502 South Spring Springfield, IL
This carbonized, woven fabric was recovered in 1974 during archaeological excavations at the Newbridge site in Greene County, Illinois, by Northwestern University. Perhaps part of a fringed skirt, the fabric is approximately 1150 to 1450 years old, dating from the early portion of the Late Woodland period.
As European and Native American cultures mingled, new technologies blended with tradition to create new uses for everyday objects. The brass tomahawk pipe became a popular accessory, as it was useful in the field as a tool or as a weapon of war. During ceremonies, it was used as a pipe to smoke with friends or to cement agreements. Tobacco would be added to the metal bowl (opposite the blade) and smoked through the hardwood handle. Many similar tomahawks were manufactured by Europeans, cast of metals like brass or hammered out of old rifle barrels.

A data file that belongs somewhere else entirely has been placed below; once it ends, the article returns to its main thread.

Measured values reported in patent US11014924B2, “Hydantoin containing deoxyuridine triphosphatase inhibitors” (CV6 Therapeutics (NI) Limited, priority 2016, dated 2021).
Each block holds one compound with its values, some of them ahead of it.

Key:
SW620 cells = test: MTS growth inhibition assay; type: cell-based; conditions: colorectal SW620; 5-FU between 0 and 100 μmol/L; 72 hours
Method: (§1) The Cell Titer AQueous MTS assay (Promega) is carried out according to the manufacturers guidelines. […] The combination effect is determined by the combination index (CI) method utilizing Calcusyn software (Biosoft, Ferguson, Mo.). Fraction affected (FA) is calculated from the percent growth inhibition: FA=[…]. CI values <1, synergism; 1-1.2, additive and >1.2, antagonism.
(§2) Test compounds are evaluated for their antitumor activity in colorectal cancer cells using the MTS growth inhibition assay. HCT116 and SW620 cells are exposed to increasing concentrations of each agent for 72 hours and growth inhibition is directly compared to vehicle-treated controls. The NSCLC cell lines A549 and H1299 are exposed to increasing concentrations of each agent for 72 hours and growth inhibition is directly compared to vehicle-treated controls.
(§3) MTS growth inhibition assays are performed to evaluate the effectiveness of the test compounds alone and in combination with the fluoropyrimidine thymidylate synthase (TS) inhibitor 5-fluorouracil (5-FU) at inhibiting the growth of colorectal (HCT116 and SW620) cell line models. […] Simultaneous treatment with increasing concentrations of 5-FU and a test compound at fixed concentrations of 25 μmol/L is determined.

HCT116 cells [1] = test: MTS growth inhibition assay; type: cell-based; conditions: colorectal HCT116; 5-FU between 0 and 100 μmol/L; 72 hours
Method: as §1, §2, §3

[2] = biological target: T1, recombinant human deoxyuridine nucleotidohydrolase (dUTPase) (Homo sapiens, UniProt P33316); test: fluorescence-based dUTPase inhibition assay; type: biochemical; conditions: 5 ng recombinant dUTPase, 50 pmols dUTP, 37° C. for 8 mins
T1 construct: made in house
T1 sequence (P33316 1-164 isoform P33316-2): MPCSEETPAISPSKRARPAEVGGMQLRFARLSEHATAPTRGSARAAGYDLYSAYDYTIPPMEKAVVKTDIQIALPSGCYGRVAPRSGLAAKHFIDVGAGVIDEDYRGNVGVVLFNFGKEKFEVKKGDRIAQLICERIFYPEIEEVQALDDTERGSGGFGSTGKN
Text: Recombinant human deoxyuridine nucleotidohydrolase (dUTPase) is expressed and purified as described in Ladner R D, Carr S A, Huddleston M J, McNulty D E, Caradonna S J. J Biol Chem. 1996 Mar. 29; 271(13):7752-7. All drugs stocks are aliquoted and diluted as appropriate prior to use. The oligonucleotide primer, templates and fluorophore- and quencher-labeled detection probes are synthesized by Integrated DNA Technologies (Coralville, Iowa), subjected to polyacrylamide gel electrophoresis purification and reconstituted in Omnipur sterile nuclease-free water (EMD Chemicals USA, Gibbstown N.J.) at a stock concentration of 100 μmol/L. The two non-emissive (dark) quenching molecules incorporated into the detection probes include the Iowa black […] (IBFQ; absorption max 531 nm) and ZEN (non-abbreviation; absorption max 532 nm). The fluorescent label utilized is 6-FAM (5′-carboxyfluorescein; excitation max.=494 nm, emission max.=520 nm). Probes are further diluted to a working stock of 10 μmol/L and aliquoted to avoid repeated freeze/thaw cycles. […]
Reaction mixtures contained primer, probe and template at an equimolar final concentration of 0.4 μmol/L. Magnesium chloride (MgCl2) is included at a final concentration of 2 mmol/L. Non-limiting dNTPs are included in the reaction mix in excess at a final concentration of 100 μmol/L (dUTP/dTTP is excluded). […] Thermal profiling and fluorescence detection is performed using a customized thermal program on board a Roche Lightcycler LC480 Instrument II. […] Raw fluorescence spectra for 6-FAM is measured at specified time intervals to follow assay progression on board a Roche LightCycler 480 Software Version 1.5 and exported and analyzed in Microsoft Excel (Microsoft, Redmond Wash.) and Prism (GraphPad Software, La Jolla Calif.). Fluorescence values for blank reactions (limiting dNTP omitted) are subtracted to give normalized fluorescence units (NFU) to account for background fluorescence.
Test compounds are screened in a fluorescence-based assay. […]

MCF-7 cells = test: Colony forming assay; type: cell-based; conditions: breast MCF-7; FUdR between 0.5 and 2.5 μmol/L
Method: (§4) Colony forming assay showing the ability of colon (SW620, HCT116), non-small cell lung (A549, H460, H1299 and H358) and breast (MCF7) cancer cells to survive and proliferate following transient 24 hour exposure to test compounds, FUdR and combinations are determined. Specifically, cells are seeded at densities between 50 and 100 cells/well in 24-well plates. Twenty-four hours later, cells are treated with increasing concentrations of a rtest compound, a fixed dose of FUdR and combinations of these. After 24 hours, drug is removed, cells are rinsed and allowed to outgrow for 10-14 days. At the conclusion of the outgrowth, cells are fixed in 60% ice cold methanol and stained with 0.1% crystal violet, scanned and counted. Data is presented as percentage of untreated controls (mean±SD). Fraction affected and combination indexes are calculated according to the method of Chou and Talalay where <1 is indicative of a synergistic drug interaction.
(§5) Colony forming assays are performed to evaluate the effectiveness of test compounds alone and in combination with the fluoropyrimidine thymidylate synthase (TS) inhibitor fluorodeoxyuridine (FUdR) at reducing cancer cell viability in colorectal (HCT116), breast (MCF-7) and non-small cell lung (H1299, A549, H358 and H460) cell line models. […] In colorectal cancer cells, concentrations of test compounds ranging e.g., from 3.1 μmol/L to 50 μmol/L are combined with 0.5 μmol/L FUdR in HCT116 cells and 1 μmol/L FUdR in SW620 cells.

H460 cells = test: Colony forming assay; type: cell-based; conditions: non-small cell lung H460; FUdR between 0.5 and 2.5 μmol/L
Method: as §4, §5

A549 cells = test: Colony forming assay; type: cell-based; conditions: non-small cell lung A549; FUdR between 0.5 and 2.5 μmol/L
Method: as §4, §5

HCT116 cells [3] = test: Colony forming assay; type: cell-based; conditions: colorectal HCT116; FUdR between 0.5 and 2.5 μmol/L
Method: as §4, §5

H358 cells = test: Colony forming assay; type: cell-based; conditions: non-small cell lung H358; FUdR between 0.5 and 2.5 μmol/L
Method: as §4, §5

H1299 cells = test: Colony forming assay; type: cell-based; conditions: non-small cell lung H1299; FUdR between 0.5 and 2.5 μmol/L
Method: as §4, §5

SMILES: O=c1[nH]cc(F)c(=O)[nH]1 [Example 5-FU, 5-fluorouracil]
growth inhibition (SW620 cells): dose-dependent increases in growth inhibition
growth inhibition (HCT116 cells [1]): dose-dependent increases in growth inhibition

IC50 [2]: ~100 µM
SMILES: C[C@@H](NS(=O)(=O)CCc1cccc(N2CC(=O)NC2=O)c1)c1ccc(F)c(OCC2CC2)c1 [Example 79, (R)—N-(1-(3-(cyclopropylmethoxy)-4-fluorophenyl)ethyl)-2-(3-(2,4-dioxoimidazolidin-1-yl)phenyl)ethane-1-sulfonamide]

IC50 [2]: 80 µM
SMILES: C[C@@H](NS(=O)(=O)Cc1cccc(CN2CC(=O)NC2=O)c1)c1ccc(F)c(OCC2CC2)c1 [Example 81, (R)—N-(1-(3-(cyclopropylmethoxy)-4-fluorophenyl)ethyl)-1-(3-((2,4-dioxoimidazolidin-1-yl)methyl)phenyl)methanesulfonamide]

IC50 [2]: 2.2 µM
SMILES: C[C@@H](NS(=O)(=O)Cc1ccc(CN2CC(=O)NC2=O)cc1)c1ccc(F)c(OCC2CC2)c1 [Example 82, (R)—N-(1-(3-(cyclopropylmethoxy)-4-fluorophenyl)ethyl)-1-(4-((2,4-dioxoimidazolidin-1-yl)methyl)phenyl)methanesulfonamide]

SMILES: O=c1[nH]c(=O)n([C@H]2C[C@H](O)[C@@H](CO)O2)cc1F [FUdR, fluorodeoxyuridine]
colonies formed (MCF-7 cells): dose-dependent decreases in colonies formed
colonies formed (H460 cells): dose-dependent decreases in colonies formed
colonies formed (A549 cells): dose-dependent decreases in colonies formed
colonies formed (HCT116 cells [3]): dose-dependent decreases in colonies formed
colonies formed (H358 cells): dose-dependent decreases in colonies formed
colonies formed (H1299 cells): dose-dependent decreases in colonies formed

A harbinger of a changing world. French explorers and voyageurs arrive in the late 17th century. Their presence will transform Native American life and foretell of even more profound change to come. The forces of colonization nearly extinguish Native American life in Illinois.
This small sandstone tablet, only about four inches tall, shows a man in a bird costume (possibly representing an eagle or peregrine falcon). The reverse side features a crosshatch design that may depict a snakeskin.
No one knows for sure when wolves and human beings officially began their mutually beneficial partnership, but some of the oldest known domesticated dogs in North America were found at the Koster Site in Greene County. The remains of four dogs were intentionally buried near human burials there about 8,500 years ago.